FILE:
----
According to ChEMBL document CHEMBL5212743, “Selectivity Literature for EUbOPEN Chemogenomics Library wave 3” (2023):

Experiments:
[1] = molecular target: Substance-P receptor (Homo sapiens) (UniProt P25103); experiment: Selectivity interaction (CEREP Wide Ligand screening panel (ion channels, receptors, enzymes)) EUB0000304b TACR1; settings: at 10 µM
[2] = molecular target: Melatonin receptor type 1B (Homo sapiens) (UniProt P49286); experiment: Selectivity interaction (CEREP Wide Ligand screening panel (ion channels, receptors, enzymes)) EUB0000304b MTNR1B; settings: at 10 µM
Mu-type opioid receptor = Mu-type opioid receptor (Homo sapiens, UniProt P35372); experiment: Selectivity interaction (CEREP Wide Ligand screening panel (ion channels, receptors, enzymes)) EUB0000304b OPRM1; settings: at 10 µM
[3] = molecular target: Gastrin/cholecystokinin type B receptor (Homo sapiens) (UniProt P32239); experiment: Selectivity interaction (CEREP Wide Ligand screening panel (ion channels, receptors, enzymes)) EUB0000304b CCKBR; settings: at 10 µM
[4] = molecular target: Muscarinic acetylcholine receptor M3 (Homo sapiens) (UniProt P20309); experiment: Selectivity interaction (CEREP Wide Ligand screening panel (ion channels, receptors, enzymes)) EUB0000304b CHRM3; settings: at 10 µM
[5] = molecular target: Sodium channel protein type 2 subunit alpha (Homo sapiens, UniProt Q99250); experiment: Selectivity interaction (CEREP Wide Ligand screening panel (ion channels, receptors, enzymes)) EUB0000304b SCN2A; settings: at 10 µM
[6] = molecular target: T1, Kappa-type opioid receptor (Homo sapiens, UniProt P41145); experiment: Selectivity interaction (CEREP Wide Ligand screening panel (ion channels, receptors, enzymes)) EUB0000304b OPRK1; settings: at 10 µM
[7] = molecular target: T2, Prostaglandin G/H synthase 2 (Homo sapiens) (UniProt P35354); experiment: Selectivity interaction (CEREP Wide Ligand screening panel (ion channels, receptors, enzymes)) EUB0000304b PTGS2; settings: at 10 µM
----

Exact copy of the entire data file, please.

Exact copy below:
According to ChEMBL document CHEMBL5212743, “Selectivity Literature for EUbOPEN Chemogenomics Library wave 3” (2023):

Experiments:
[1] = molecular target: Substance-P receptor (Homo sapiens) (UniProt P25103); experiment: Selectivity interaction (CEREP Wide Ligand screening panel (ion channels, receptors, enzymes)) EUB0000304b TACR1; settings: at 10 µM
[2] = molecular target: Melatonin receptor type 1B (Homo sapiens) (UniProt P49286); experiment: Selectivity interaction (CEREP Wide Ligand screening panel (ion channels, receptors, enzymes)) EUB0000304b MTNR1B; settings: at 10 µM
Mu-type opioid receptor = Mu-type opioid receptor (Homo sapiens, UniProt P35372); experiment: Selectivity interaction (CEREP Wide Ligand screening panel (ion channels, receptors, enzymes)) EUB0000304b OPRM1; settings: at 10 µM
[3] = molecular target: Gastrin/cholecystokinin type B receptor (Homo sapiens) (UniProt P32239); experiment: Selectivity interaction (CEREP Wide Ligand screening panel (ion channels, receptors, enzymes)) EUB0000304b CCKBR; settings: at 10 µM
[4] = molecular target: Muscarinic acetylcholine receptor M3 (Homo sapiens) (UniProt P20309); experiment: Selectivity interaction (CEREP Wide Ligand screening panel (ion channels, receptors, enzymes)) EUB0000304b CHRM3; settings: at 10 µM
[5] = molecular target: Sodium channel protein type 2 subunit alpha (Homo sapiens, UniProt Q99250); experiment: Selectivity interaction (CEREP Wide Ligand screening panel (ion channels, receptors, enzymes)) EUB0000304b SCN2A; settings: at 10 µM
[6] = molecular target: T1, Kappa-type opioid receptor (Homo sapiens, UniProt P41145); experiment: Selectivity interaction (CEREP Wide Ligand screening panel (ion channels, receptors, enzymes)) EUB0000304b OPRK1; settings: at 10 µM
[7] = molecular target: T2, Prostaglandin G/H synthase 2 (Homo sapiens) (UniProt P35354); experiment: Selectivity interaction (CEREP Wide Ligand screening panel (ion channels, receptors, enzymes)) EUB0000304b PTGS2; settings: at 10 µM